Q. We need to do some repairs and renovations, including badly needed bedrooms for our three kids. Is it really possible to stay in the house with our kitchen torn apart for only a week (so they say), and how long do you think it will take? We only have one bathroom, and we are told that we may have it renovated after the second-floor bath is done. Is this possible? What do you suggest?
A. You need to have a serious sit-down with the contractor to iron out the reality. I get this question many times a year, and the answer is always the same. It will definitely cost you more to stay in the house during a large project like this. You will definitely not have a finished kitchen in a week, and you will definitely have to be inconvenienced at some point with no working bathroom. On top of all this, the house may need temporary heating if the project is not framed, weather-enclosed and plumbed for heating by the first cold snap this October. (Remember that it snowed at the end of the month last October.)
The pre-construction meeting you need to have should include where your belongings are going to be stored, and who is moving them. If large furniture or shelving unit items are remaining, discuss how they will be protected. As I said, the cost will be greater, because some of these rooms and items need special handling and protection, taking time. Time is money.
There will be dust, no matter how many dust curtains are installed. There will be lots of noise, and not just from obnoxious radios that cause the neighbors to call not only you, but also the contractor, architect and building officials. Decide what you’re going to do for sleeping arrangements, including, beds, clothing storage and privacy. Have a backup plan for where you will flee if a tarp blows off when the roof of your one-story house is gone and your belongings are soaking wet. Ask to be told about when plumbing will be shut off so you can shower beforehand.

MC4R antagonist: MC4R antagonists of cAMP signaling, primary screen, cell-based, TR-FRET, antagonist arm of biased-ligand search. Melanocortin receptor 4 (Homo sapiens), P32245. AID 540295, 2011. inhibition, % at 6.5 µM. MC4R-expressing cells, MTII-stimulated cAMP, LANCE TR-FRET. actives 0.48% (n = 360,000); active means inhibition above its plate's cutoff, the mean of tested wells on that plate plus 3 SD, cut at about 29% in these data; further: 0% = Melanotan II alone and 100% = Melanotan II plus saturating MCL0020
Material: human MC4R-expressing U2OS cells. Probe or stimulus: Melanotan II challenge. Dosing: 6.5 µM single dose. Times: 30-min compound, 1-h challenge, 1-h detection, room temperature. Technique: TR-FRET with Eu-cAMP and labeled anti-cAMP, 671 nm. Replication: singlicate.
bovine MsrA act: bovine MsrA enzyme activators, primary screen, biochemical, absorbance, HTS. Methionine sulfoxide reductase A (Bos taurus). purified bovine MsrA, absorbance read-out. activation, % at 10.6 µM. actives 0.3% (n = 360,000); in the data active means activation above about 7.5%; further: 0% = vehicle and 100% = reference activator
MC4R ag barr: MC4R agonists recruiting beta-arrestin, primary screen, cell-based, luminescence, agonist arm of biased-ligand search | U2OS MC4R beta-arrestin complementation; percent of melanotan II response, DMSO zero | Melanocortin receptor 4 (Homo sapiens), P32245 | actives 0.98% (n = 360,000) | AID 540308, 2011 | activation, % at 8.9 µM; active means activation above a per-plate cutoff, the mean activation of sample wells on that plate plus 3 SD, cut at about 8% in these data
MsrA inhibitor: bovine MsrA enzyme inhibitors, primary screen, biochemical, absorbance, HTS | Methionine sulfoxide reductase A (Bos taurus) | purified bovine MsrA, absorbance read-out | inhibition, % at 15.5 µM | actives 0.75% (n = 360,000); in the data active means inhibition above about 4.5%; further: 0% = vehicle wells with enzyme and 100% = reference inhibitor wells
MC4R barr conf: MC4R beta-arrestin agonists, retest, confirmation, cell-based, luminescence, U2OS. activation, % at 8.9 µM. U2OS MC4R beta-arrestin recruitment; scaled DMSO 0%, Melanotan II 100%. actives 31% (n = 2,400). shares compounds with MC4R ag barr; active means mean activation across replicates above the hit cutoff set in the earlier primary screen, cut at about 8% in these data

I once had a pregnant client who actually had the contractor build a frame around her bed and drape clear plastic over it to make a tent enclosure after she was ordered by her doctor not to get out of bed. I remember sitting outside her tent while she complained about being captive in her own home, and how nobody told her about all the loud noise and dust she would put up with. Surprise! Get ready for a bumpy ride!
Readers are encouraged to send questions to: Herald Homes, 2 Endo Blvd., Garden City, NY 11530, Attn: Monte Leeper, architect.